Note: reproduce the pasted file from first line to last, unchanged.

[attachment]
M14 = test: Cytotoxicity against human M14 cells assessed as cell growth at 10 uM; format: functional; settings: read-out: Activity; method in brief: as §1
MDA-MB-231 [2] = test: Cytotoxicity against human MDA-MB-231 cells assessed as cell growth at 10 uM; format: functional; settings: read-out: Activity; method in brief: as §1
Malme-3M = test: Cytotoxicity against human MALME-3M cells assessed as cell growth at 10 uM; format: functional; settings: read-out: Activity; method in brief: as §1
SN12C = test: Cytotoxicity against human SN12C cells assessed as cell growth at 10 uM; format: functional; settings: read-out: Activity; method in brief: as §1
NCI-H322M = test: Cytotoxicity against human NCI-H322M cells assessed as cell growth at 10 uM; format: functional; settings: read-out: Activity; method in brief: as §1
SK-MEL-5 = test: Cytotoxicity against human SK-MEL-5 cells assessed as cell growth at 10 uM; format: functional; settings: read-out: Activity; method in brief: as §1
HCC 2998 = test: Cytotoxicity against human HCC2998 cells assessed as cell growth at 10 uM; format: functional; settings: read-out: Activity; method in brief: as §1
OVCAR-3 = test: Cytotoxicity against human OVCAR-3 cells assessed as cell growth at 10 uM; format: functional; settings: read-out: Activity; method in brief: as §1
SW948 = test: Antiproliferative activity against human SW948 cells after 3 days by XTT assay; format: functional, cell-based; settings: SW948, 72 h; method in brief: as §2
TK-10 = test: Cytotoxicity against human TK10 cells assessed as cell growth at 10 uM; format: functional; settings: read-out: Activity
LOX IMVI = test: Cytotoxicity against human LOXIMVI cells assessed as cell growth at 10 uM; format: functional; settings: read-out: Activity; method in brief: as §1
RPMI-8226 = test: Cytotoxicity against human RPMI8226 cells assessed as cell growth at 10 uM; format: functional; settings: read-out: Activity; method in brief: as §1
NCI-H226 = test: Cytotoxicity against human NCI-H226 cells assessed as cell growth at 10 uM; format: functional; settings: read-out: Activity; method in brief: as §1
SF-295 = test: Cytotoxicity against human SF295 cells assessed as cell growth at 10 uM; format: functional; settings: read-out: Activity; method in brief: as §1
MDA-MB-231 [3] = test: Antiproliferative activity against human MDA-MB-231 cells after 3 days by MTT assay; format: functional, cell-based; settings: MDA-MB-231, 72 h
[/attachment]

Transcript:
M14 = test: Cytotoxicity against human M14 cells assessed as cell growth at 10 uM; format: functional; settings: read-out: Activity; method in brief: as §1
MDA-MB-231 [2] = test: Cytotoxicity against human MDA-MB-231 cells assessed as cell growth at 10 uM; format: functional; settings: read-out: Activity; method in brief: as §1
Malme-3M = test: Cytotoxicity against human MALME-3M cells assessed as cell growth at 10 uM; format: functional; settings: read-out: Activity; method in brief: as §1
SN12C = test: Cytotoxicity against human SN12C cells assessed as cell growth at 10 uM; format: functional; settings: read-out: Activity; method in brief: as §1
NCI-H322M = test: Cytotoxicity against human NCI-H322M cells assessed as cell growth at 10 uM; format: functional; settings: read-out: Activity; method in brief: as §1
SK-MEL-5 = test: Cytotoxicity against human SK-MEL-5 cells assessed as cell growth at 10 uM; format: functional; settings: read-out: Activity; method in brief: as §1
HCC 2998 = test: Cytotoxicity against human HCC2998 cells assessed as cell growth at 10 uM; format: functional; settings: read-out: Activity; method in brief: as §1
OVCAR-3 = test: Cytotoxicity against human OVCAR-3 cells assessed as cell growth at 10 uM; format: functional; settings: read-out: Activity; method in brief: as §1
SW948 = test: Antiproliferative activity against human SW948 cells after 3 days by XTT assay; format: functional, cell-based; settings: SW948, 72 h; method in brief: as §2
TK-10 = test: Cytotoxicity against human TK10 cells assessed as cell growth at 10 uM; format: functional; settings: read-out: Activity
LOX IMVI = test: Cytotoxicity against human LOXIMVI cells assessed as cell growth at 10 uM; format: functional; settings: read-out: Activity; method in brief: as §1
RPMI-8226 = test: Cytotoxicity against human RPMI8226 cells assessed as cell growth at 10 uM; format: functional; settings: read-out: Activity; method in brief: as §1
NCI-H226 = test: Cytotoxicity against human NCI-H226 cells assessed as cell growth at 10 uM; format: functional; settings: read-out: Activity; method in brief: as §1
SF-295 = test: Cytotoxicity against human SF295 cells assessed as cell growth at 10 uM; format: functional; settings: read-out: Activity; method in brief: as §1
MDA-MB-231 [3] = test: Antiproliferative activity against human MDA-MB-231 cells after 3 days by MTT assay; format: functional, cell-based; settings: MDA-MB-231, 72 h